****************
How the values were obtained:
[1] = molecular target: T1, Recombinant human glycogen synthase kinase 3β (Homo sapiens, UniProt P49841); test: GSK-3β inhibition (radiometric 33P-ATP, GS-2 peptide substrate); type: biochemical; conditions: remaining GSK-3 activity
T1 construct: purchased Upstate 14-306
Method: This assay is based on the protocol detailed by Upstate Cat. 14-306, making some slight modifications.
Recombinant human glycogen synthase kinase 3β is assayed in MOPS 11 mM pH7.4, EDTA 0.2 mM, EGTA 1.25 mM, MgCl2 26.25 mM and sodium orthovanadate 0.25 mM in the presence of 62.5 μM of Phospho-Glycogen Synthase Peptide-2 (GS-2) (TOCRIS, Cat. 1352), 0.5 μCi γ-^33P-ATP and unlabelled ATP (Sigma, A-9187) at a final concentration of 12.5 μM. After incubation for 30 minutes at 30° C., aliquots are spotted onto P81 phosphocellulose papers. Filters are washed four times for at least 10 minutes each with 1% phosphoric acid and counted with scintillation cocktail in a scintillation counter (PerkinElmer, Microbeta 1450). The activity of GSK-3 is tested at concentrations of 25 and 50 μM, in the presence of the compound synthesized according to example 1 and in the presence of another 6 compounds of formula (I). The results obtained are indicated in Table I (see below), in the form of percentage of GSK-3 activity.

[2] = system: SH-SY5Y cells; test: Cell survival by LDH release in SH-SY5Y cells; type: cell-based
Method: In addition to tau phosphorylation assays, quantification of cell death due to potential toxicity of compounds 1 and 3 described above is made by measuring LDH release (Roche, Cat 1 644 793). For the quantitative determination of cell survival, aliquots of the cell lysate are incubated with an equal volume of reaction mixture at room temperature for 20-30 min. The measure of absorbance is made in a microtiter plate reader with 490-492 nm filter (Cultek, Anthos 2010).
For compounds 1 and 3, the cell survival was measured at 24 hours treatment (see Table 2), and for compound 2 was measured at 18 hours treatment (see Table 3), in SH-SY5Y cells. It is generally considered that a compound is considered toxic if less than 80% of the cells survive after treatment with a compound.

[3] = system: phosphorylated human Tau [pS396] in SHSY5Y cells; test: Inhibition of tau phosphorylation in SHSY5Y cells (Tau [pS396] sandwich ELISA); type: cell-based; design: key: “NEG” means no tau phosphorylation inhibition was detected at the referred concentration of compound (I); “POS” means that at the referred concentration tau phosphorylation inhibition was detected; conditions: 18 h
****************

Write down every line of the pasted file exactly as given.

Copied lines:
How the values were obtained:
[1] = molecular target: T1, Recombinant human glycogen synthase kinase 3β (Homo sapiens, UniProt P49841); test: GSK-3β inhibition (radiometric 33P-ATP, GS-2 peptide substrate); type: biochemical; conditions: remaining GSK-3 activity
T1 construct: purchased Upstate 14-306
Method: This assay is based on the protocol detailed by Upstate Cat. 14-306, making some slight modifications.
Recombinant human glycogen synthase kinase 3β is assayed in MOPS 11 mM pH7.4, EDTA 0.2 mM, EGTA 1.25 mM, MgCl2 26.25 mM and sodium orthovanadate 0.25 mM in the presence of 62.5 μM of Phospho-Glycogen Synthase Peptide-2 (GS-2) (TOCRIS, Cat. 1352), 0.5 μCi γ-^33P-ATP and unlabelled ATP (Sigma, A-9187) at a final concentration of 12.5 μM. After incubation for 30 minutes at 30° C., aliquots are spotted onto P81 phosphocellulose papers. Filters are washed four times for at least 10 minutes each with 1% phosphoric acid and counted with scintillation cocktail in a scintillation counter (PerkinElmer, Microbeta 1450). The activity of GSK-3 is tested at concentrations of 25 and 50 μM, in the presence of the compound synthesized according to example 1 and in the presence of another 6 compounds of formula (I). The results obtained are indicated in Table I (see below), in the form of percentage of GSK-3 activity.

[2] = system: SH-SY5Y cells; test: Cell survival by LDH release in SH-SY5Y cells; type: cell-based
Method: In addition to tau phosphorylation assays, quantification of cell death due to potential toxicity of compounds 1 and 3 described above is made by measuring LDH release (Roche, Cat 1 644 793). For the quantitative determination of cell survival, aliquots of the cell lysate are incubated with an equal volume of reaction mixture at room temperature for 20-30 min. The measure of absorbance is made in a microtiter plate reader with 490-492 nm filter (Cultek, Anthos 2010).
For compounds 1 and 3, the cell survival was measured at 24 hours treatment (see Table 2), and for compound 2 was measured at 18 hours treatment (see Table 3), in SH-SY5Y cells. It is generally considered that a compound is considered toxic if less than 80% of the cells survive after treatment with a compound.

[3] = system: phosphorylated human Tau [pS396] in SHSY5Y cells; test: Inhibition of tau phosphorylation in SHSY5Y cells (Tau [pS396] sandwich ELISA); type: cell-based; design: key: “NEG” means no tau phosphorylation inhibition was detected at the referred concentration of compound (I); “POS” means that at the referred concentration tau phosphorylation inhibition was detected; conditions: 18 h